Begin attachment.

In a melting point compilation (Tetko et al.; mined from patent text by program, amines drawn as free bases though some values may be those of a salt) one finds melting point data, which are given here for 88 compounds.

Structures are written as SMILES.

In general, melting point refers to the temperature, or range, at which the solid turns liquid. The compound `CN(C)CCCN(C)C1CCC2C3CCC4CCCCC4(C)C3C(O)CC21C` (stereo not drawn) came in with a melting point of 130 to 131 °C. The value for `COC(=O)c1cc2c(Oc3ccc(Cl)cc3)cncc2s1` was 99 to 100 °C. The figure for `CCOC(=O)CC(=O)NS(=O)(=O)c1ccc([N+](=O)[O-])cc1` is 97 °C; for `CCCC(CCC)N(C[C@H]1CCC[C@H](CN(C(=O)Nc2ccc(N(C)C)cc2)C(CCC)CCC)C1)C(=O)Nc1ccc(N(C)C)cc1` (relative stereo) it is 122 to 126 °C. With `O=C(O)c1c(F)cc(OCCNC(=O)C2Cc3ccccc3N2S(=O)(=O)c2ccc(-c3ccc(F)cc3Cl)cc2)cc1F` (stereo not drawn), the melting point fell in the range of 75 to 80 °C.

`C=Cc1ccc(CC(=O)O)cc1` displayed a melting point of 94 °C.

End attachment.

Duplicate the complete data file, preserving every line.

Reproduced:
In a melting point compilation (Tetko et al.; mined from patent text by program, amines drawn as free bases though some values may be those of a salt) one finds melting point data, which are given here for 88 compounds.

Structures are written as SMILES.

In general, melting point refers to the temperature, or range, at which the solid turns liquid. The compound `CN(C)CCCN(C)C1CCC2C3CCC4CCCCC4(C)C3C(O)CC21C` (stereo not drawn) came in with a melting point of 130 to 131 °C. The value for `COC(=O)c1cc2c(Oc3ccc(Cl)cc3)cncc2s1` was 99 to 100 °C. The figure for `CCOC(=O)CC(=O)NS(=O)(=O)c1ccc([N+](=O)[O-])cc1` is 97 °C; for `CCCC(CCC)N(C[C@H]1CCC[C@H](CN(C(=O)Nc2ccc(N(C)C)cc2)C(CCC)CCC)C1)C(=O)Nc1ccc(N(C)C)cc1` (relative stereo) it is 122 to 126 °C. With `O=C(O)c1c(F)cc(OCCNC(=O)C2Cc3ccccc3N2S(=O)(=O)c2ccc(-c3ccc(F)cc3Cl)cc2)cc1F` (stereo not drawn), the melting point fell in the range of 75 to 80 °C.

`C=Cc1ccc(CC(=O)O)cc1` displayed a melting point of 94 °C.